At a recent college career day, this troubling question was asked repeatedly; “What do social workers do?” The question was troubling because it came with the realization that most college age students have no clear idea what social workers do. They are, therefore, less inclined to pick social work as a career choice.
Our recent blog post on the repurposing of libraries in the United States inspired a robust response from social workers involved in education. Lisa Gevelber, Vice President of Grow with Google, wrote this:
Positive Tomorrows, an Oklahoma City non-profit, is opening a private school for homeless children that was designed by the kids themselves. That’s right. A private school for homeless (not privileged) children.
Remember taking film to the drugstore to get it developed? Or hustling over to Blockbuster on a Friday night to rent films for the weekend? How about “looking up” facts for your homework papers in the Encyclopedia Britannica? Or spending rainy Saturdays in the library writing your thesis?
Ahhh…the good old days. Whatever happened to books printed on paper and bound between covers with printer’s glue? The world has gone digital and library collections are gradually becoming obsolete. How long has it been since you visited a library?
It is a serious misperception to view social workers as low paid civil servants who push paper on behalf of the less fortunate and perhaps undeserving. Social workers occupy a unique position in our social fabric.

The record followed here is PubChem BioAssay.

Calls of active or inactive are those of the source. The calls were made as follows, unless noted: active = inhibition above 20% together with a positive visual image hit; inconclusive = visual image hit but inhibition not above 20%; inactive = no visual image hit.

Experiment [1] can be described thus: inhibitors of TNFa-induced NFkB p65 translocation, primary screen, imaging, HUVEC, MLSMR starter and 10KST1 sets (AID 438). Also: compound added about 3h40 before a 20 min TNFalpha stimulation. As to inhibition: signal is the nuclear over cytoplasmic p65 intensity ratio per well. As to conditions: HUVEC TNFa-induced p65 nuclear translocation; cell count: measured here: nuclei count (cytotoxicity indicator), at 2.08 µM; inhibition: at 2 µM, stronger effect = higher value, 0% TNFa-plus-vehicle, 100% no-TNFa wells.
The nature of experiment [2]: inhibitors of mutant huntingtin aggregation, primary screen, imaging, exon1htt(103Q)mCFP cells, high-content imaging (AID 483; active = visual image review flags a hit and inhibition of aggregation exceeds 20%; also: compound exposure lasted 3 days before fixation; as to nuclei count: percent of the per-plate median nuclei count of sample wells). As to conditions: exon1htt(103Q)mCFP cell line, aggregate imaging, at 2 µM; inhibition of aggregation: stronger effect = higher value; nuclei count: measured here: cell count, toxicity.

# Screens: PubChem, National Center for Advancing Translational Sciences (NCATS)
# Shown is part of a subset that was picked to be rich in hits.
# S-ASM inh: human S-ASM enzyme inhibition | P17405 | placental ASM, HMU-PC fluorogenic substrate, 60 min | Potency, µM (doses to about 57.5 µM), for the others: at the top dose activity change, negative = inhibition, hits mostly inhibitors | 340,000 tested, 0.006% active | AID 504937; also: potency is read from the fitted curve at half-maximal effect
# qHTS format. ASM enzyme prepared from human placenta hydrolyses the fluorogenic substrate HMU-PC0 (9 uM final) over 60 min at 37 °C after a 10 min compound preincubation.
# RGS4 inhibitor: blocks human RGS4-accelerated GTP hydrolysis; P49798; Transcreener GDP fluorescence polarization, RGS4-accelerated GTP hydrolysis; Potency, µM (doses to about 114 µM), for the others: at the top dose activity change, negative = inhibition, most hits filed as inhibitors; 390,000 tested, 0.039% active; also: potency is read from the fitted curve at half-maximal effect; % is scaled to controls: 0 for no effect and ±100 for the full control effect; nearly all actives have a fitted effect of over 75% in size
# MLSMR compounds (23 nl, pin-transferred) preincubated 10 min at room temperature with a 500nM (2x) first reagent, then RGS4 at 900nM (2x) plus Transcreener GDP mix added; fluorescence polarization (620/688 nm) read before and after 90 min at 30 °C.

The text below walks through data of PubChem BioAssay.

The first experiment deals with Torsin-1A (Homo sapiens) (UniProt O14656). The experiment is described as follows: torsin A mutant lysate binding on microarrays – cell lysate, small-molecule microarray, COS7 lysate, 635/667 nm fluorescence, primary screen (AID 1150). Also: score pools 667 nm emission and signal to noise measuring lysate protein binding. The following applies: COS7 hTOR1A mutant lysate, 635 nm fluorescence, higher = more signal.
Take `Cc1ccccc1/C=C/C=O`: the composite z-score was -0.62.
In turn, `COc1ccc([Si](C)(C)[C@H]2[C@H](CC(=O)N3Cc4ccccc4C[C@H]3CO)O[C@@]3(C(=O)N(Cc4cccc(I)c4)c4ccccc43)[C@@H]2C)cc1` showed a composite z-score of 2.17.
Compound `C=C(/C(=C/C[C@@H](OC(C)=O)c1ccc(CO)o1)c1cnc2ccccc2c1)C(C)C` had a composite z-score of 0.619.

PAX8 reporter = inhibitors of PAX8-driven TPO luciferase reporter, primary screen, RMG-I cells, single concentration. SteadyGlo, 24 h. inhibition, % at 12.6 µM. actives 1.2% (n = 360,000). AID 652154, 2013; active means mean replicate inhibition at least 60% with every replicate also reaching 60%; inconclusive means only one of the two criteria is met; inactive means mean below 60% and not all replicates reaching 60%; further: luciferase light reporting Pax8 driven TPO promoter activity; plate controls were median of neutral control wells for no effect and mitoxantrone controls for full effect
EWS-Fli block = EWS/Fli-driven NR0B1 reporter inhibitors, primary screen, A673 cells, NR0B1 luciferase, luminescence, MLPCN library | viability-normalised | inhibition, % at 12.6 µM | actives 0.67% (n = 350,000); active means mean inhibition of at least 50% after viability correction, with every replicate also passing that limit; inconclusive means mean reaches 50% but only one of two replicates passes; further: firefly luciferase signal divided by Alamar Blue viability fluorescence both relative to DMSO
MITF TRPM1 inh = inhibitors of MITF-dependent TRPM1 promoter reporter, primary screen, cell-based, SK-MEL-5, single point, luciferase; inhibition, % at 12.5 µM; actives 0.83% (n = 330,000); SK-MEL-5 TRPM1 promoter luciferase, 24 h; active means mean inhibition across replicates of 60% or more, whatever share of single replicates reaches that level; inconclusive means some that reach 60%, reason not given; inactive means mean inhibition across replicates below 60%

From the very outset, the history of social work is populated with empathetic leaders who, upon discovering profound human suffering, not only offered a helping hand but immediately set out to change the social conditions contributing to the suffering. Social work's earliest pioneers - Florence Kelley, Alice Hamilton, Julia Lathrop, Sophonisba Breckinridge, and Grace and Edith Abbott, among others—laid the foundation of the profession's social leadership role and, to this day, this inclination to activism sets social workers apart from other civil servants.
In recent years, homelessness in New York City has reached the highest levels since the Great Depression of the 1930s. In August 2018, there were 62,166 homeless people, including 15,189 homeless families with 22,511 homeless children, sleeping each night in the New York City municipal shelter system. The number of homeless New Yorkers sleeping each night in municipal shelters is now 79% higher than it was ten years ago, and families make up three-quarters of the homeless shelter population.
In the past twenty years, student debt has become a major social and political issue in our country. As government guaranteed student loans became more widely available, colleges began to raise their tuition rates to keep pace with the expansion boom that ready government financing created. More students required more professors and facilities to accommodate their needs, and colleges needed more money to pay for the growth. The result, of course, is that students borrowed more and more money to pay inflated tuition and fees and subsequently became burdened with overwhelming debt.
Those who work in nonprofit or government agencies deal with high levels of stress daily. It can affect both your job and your home life. Unfortunately, case manager stress relief is something that is rarely put into practice.
A friend of ours, Quinn Cooley has reached out with a great resource to share with our partners, clients and friends. Quinn works with universities and programs to help share their content and he came across a great infographic from the team at Maryville University that we wanted to share. We think this is a great educational resource for those who are ready to go back to school.